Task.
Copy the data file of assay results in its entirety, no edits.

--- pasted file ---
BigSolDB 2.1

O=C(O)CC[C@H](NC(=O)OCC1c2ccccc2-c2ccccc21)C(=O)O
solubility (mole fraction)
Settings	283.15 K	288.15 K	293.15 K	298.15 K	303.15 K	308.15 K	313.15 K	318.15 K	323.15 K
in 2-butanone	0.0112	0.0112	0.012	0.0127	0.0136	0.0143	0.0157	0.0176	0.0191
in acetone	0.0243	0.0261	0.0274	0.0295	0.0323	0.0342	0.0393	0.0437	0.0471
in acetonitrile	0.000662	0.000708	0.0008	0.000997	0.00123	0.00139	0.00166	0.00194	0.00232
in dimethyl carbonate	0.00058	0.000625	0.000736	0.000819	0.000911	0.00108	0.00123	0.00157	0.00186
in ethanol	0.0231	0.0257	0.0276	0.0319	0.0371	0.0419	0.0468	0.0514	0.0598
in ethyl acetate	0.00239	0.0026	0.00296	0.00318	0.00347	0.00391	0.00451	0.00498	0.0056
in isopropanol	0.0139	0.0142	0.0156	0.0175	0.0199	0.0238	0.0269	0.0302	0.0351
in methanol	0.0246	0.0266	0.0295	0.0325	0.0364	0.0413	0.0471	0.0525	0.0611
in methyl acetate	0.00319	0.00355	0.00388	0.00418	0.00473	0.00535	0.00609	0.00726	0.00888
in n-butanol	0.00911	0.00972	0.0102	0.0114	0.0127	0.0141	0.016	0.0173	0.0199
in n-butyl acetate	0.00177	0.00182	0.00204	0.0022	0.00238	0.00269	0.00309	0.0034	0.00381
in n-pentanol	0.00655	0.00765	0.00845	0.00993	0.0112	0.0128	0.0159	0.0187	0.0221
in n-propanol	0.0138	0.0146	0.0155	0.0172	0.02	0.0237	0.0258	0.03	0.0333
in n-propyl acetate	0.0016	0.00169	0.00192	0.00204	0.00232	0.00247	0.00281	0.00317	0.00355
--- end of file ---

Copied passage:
BigSolDB 2.1

O=C(O)CC[C@H](NC(=O)OCC1c2ccccc2-c2ccccc21)C(=O)O
solubility (mole fraction)
Settings	283.15 K	288.15 K	293.15 K	298.15 K	303.15 K	308.15 K	313.15 K	318.15 K	323.15 K
in 2-butanone	0.0112	0.0112	0.012	0.0127	0.0136	0.0143	0.0157	0.0176	0.0191
in acetone	0.0243	0.0261	0.0274	0.0295	0.0323	0.0342	0.0393	0.0437	0.0471
in acetonitrile	0.000662	0.000708	0.0008	0.000997	0.00123	0.00139	0.00166	0.00194	0.00232
in dimethyl carbonate	0.00058	0.000625	0.000736	0.000819	0.000911	0.00108	0.00123	0.00157	0.00186
in ethanol	0.0231	0.0257	0.0276	0.0319	0.0371	0.0419	0.0468	0.0514	0.0598
in ethyl acetate	0.00239	0.0026	0.00296	0.00318	0.00347	0.00391	0.00451	0.00498	0.0056
in isopropanol	0.0139	0.0142	0.0156	0.0175	0.0199	0.0238	0.0269	0.0302	0.0351
in methanol	0.0246	0.0266	0.0295	0.0325	0.0364	0.0413	0.0471	0.0525	0.0611
in methyl acetate	0.00319	0.00355	0.00388	0.00418	0.00473	0.00535	0.00609	0.00726	0.00888
in n-butanol	0.00911	0.00972	0.0102	0.0114	0.0127	0.0141	0.016	0.0173	0.0199
in n-butyl acetate	0.00177	0.00182	0.00204	0.0022	0.00238	0.00269	0.00309	0.0034	0.00381
in n-pentanol	0.00655	0.00765	0.00845	0.00993	0.0112	0.0128	0.0159	0.0187	0.0221
in n-propanol	0.0138	0.0146	0.0155	0.0172	0.02	0.0237	0.0258	0.03	0.0333
in n-propyl acetate	0.0016	0.00169	0.00192	0.00204	0.00232	0.00247	0.00281	0.00317	0.00355